Dr. Kathy Feeley, University of Redlands professor of history, says the new season of Doctor Who has been anticipated with considerable hoopla and now faces intense scrutiny as Broadchurch star Jodie Whittaker embraces the role of the first female Doctor in the show's history. Feeley is available for comment on this and all pop culture topics.
"Since 1963, 12 exclusively white, male regenerations of the Doctor have formed the intellectual, moral, and narrative core/center around which an increasingly diverse supporting cast has revolved. That patriarchal model has been destabilized by Whittaker’s casting; early critical reviews are positive though it remains to be seen how Whovians collectively will receive this paradigm shift. Reframing the Doctor as a female character in this lucrative, highly popular, critically lauded global brand and production is both a risky and a brilliant move. For some, a female recast is a heretical transgression of the status quo. For others, the show’s central premise of the Doctor as a regenerating alien Time Lord from the planet Gallifrey (which Who showrunner Steven Moffat conceded in 2014 was a gender fluid world) makes the homogeneity of the Doctor’s previous regenerations both absurd and troubling.
"This recast is also part of a broader shift (that both anticipated and has gained momentum from the #Metoo movement) in the contemporary media entertainment landscape as formerly male-dominated projects are reimagined with female casts. 2016’s Ghostbusters and 2018’s Ocean’s 8 rebooted these franchises with female headliners; notably, women of color remain in supporting roles in these revamps/reworkings and work remains to be done. The newest and final (at least for now) Star Wars/Skywalker trilogy is centered around Rey, a female scavenger turned Jedi resistance fighter. A female James Bond remains only an internet dream; a brown or black male James Bond—Idris Elba’s name comes up frequently—seems more feasible in the near future. CBS’s Elementary features Lucy Liu as Dr. Joan Watson. But such gender fluidity is not new and was, in fact, central to popular live theater a century ago. See, for example, America’s first Sweetheart Mary Pickford’s theatrical career in the first decade of the 20th century in which she “wore the breeches” and played male characters as well as female characters that flouted traditional gender roles. Representation mattered and matters: our pop culture icons need to reflect our diverse bodies, lives, and experiences."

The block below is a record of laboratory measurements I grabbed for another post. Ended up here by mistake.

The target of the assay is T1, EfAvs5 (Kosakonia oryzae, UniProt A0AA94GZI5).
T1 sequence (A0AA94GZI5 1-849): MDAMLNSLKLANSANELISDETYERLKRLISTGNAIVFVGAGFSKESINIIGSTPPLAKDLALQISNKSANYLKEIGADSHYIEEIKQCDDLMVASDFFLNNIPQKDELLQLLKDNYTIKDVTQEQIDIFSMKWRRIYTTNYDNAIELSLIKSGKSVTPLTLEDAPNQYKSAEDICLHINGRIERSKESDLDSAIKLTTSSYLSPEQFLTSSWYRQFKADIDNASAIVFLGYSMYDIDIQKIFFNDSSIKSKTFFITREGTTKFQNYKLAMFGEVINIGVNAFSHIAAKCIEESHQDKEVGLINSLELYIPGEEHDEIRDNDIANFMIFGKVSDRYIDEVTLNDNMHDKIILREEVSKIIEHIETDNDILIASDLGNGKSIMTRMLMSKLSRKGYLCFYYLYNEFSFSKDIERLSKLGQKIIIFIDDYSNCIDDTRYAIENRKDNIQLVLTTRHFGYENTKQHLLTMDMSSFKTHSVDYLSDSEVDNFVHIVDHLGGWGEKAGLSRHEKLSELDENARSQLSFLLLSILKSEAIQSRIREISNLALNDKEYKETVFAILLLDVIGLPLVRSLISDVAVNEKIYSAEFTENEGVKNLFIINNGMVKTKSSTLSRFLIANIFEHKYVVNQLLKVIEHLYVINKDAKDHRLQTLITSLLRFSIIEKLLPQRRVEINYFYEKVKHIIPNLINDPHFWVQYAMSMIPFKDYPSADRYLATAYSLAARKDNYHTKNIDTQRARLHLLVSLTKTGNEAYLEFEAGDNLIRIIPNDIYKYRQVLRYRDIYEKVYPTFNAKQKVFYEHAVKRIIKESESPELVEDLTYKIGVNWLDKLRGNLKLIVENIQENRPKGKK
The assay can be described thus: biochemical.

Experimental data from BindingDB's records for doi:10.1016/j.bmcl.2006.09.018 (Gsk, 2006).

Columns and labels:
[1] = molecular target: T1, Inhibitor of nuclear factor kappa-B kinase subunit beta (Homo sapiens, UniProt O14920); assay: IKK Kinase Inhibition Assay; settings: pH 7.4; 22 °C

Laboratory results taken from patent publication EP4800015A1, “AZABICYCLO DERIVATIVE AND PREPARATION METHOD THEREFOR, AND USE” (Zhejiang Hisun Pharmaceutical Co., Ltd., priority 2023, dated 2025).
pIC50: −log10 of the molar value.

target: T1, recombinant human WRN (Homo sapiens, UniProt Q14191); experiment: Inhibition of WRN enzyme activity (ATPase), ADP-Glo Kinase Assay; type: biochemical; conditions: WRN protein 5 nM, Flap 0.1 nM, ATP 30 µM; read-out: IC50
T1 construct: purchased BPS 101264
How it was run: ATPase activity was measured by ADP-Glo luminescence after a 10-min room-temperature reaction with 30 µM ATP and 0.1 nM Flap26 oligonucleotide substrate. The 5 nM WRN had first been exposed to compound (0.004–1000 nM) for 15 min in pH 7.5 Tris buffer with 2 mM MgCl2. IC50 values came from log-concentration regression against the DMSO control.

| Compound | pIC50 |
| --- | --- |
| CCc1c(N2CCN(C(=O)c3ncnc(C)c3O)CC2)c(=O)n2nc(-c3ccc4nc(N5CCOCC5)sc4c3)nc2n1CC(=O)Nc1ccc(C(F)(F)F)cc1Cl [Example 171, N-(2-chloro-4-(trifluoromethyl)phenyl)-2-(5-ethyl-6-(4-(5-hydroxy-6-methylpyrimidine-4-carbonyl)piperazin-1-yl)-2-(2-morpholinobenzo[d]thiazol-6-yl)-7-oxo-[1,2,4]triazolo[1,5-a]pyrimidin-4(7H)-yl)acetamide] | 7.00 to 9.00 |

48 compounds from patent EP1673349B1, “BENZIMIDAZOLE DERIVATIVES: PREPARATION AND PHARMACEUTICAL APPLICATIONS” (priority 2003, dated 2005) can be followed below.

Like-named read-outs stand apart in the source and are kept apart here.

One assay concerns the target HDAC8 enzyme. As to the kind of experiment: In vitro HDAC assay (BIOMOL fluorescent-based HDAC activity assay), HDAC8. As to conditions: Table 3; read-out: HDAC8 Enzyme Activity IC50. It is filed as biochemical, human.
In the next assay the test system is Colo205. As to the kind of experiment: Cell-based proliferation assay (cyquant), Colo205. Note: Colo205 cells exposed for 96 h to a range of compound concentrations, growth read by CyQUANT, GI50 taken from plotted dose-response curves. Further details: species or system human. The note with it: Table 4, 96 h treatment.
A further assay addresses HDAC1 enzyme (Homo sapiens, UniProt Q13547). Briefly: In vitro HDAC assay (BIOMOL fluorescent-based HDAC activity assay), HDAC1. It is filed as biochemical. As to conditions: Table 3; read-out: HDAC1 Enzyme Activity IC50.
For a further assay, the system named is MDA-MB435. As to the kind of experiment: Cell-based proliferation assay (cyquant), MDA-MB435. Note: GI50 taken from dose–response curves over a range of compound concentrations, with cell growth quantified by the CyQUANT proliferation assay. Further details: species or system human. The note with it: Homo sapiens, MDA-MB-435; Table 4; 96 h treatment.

Feeley has written widely on celebrity gossip and the Hollywood film industry and its key figures including Mary Pickford, Irving Thalberg, Louella Parsons, and Hedda Hopper. Most recently, a forthcoming chapter “‘The Great and Important Thing in Her Life’: Depicting Female Labor and Ambition in the 1920s and 1930s U.S. Movie Magazines,” in Mapping Movie Magazines, ed. Daniel Biltereyst and Liesbeth Van deVijver (forthcoming in 2018 from Palgrave/MacMillan) examines the professional and personal relationships amongst Joan Crawford and the female writers and editors of an emerging Hollywood press corps and the complex and contested discourse they produced in the pages of movie magazines around issues of work, harassment, ambition, and likeability in the 1920s and 1930s America.
She earned her Ph.D., U.S. History and Women's Studies Certificate, Department of History, The Graduate School and University Center of the City University of New York (GSUC/CUNY), February 2004. and her B.A., magna cum laude and Phi Beta Kappa, History and Women's Studies, Colgate University, Hamilton, N.Y., May 1990